The London-based Bonhams auction house sold off a collection of pre-Hispanic artifacts on Wednesday, November 12th, 2014, over the objections of the Mexican government, which says at least half the pieces are fake and the rest rightly belong to it as national heritage.
Mexico’s National Institute of Anthropology and History (INAH) says at least half of the more than 100 pieces are fake. INAH says the rest rightfully belong to the country of Mexico and has vowed legal action to reclaim the objects that are genuine.
Bonhams has carried out an auction of pre-Hispanic artifacts despite the objections of the Mexican government.
Bonhams spokeswoman Lucinda Bredin says the British auction house takes such claims seriously and is evaluating the “new information” about the collection. She says Bonhams thoroughly investigates the provenance of all items it auctions to ensure it meets legal requirements.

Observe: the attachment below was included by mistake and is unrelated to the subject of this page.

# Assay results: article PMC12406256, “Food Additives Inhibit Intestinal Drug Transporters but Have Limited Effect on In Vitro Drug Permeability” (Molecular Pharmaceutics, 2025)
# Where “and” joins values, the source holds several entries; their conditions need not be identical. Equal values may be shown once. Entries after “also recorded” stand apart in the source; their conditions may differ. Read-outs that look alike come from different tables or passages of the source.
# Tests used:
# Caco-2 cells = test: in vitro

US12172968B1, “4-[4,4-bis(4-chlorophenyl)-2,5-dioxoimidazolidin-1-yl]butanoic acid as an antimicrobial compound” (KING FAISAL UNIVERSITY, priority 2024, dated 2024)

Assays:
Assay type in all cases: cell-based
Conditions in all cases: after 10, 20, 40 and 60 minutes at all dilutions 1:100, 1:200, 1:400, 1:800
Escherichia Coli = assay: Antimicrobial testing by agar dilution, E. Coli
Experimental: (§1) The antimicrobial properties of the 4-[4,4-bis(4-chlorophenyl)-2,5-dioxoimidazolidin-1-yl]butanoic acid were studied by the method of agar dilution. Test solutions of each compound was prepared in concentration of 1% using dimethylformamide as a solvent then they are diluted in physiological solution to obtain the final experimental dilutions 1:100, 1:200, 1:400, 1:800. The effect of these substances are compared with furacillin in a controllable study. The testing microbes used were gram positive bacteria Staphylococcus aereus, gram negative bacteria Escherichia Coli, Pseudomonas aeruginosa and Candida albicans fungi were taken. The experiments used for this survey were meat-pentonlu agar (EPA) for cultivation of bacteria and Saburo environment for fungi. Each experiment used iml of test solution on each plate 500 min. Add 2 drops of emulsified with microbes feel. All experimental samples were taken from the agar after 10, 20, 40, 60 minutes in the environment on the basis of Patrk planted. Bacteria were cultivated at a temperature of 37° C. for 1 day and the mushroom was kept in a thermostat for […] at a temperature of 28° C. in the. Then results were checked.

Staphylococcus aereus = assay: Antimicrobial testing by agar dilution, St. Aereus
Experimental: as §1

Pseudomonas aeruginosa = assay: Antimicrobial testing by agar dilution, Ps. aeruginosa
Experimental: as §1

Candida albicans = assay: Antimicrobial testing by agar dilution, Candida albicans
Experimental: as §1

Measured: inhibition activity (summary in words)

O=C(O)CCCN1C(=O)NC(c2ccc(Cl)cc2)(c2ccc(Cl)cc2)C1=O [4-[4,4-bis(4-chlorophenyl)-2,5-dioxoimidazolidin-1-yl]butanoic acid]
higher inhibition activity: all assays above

The auction opened Wednesday morning in New York with about 15 people present. Bids were also taken by phone and Internet.
The collection includes about 155 ceramics, sculptures and vases from the Aztec, Maya and other cultures.
Under a 1972 law, Mexico prohibited the purchase and sale of archaeological pieces, but allowed some previously existing collections to remain in private hands if they were registered with the government.
Mexico has demanded the halt of auctions in the past, with mixed results.
In 2013, the Mexican government demanded that Sotheby’s auction house and the French government halt the planned sale of 51 pre-Columbian artifacts that were part of 300-piece Barbier-Mueller Collection. The auction went ahead anyways.
Source: THE ASSOCIATED PRESS
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